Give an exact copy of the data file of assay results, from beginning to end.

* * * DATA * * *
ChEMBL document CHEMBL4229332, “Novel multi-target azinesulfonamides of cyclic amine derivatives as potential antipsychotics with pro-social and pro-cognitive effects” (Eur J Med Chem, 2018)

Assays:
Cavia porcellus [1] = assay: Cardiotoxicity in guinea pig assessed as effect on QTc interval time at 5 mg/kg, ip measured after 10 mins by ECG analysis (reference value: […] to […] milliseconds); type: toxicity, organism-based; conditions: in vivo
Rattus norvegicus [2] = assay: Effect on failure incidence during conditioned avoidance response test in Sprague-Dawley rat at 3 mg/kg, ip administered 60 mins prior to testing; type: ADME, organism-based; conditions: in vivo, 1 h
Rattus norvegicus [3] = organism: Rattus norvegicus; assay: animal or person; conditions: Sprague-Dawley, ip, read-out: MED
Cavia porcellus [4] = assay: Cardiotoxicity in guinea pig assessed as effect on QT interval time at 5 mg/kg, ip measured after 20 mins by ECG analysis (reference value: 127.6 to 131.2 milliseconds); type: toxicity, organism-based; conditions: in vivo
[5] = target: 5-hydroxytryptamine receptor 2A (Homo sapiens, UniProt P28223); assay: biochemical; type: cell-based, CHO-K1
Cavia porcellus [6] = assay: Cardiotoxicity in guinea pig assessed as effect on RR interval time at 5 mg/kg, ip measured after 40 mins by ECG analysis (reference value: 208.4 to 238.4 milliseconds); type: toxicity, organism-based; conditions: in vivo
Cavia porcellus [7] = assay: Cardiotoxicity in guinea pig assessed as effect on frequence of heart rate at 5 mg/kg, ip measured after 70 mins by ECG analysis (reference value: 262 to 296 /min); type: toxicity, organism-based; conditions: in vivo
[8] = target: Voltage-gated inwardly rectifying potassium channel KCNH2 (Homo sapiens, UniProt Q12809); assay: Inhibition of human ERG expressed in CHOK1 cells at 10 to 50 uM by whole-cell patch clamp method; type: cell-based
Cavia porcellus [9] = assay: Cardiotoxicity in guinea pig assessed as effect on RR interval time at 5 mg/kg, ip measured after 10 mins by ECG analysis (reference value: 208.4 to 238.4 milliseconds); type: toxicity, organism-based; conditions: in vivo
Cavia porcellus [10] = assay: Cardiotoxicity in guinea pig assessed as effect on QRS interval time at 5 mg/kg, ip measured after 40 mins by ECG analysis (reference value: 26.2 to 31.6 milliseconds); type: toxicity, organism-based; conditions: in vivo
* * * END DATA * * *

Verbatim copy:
ChEMBL document CHEMBL4229332, “Novel multi-target azinesulfonamides of cyclic amine derivatives as potential antipsychotics with pro-social and pro-cognitive effects” (Eur J Med Chem, 2018)

Assays:
Cavia porcellus [1] = assay: Cardiotoxicity in guinea pig assessed as effect on QTc interval time at 5 mg/kg, ip measured after 10 mins by ECG analysis (reference value: […] to […] milliseconds); type: toxicity, organism-based; conditions: in vivo
Rattus norvegicus [2] = assay: Effect on failure incidence during conditioned avoidance response test in Sprague-Dawley rat at 3 mg/kg, ip administered 60 mins prior to testing; type: ADME, organism-based; conditions: in vivo, 1 h
Rattus norvegicus [3] = organism: Rattus norvegicus; assay: animal or person; conditions: Sprague-Dawley, ip, read-out: MED
Cavia porcellus [4] = assay: Cardiotoxicity in guinea pig assessed as effect on QT interval time at 5 mg/kg, ip measured after 20 mins by ECG analysis (reference value: 127.6 to 131.2 milliseconds); type: toxicity, organism-based; conditions: in vivo
[5] = target: 5-hydroxytryptamine receptor 2A (Homo sapiens, UniProt P28223); assay: biochemical; type: cell-based, CHO-K1
Cavia porcellus [6] = assay: Cardiotoxicity in guinea pig assessed as effect on RR interval time at 5 mg/kg, ip measured after 40 mins by ECG analysis (reference value: 208.4 to 238.4 milliseconds); type: toxicity, organism-based; conditions: in vivo
Cavia porcellus [7] = assay: Cardiotoxicity in guinea pig assessed as effect on frequence of heart rate at 5 mg/kg, ip measured after 70 mins by ECG analysis (reference value: 262 to 296 /min); type: toxicity, organism-based; conditions: in vivo
[8] = target: Voltage-gated inwardly rectifying potassium channel KCNH2 (Homo sapiens, UniProt Q12809); assay: Inhibition of human ERG expressed in CHOK1 cells at 10 to 50 uM by whole-cell patch clamp method; type: cell-based
Cavia porcellus [9] = assay: Cardiotoxicity in guinea pig assessed as effect on RR interval time at 5 mg/kg, ip measured after 10 mins by ECG analysis (reference value: 208.4 to 238.4 milliseconds); type: toxicity, organism-based; conditions: in vivo
Cavia porcellus [10] = assay: Cardiotoxicity in guinea pig assessed as effect on QRS interval time at 5 mg/kg, ip measured after 40 mins by ECG analysis (reference value: 26.2 to 31.6 milliseconds); type: toxicity, organism-based; conditions: in vivo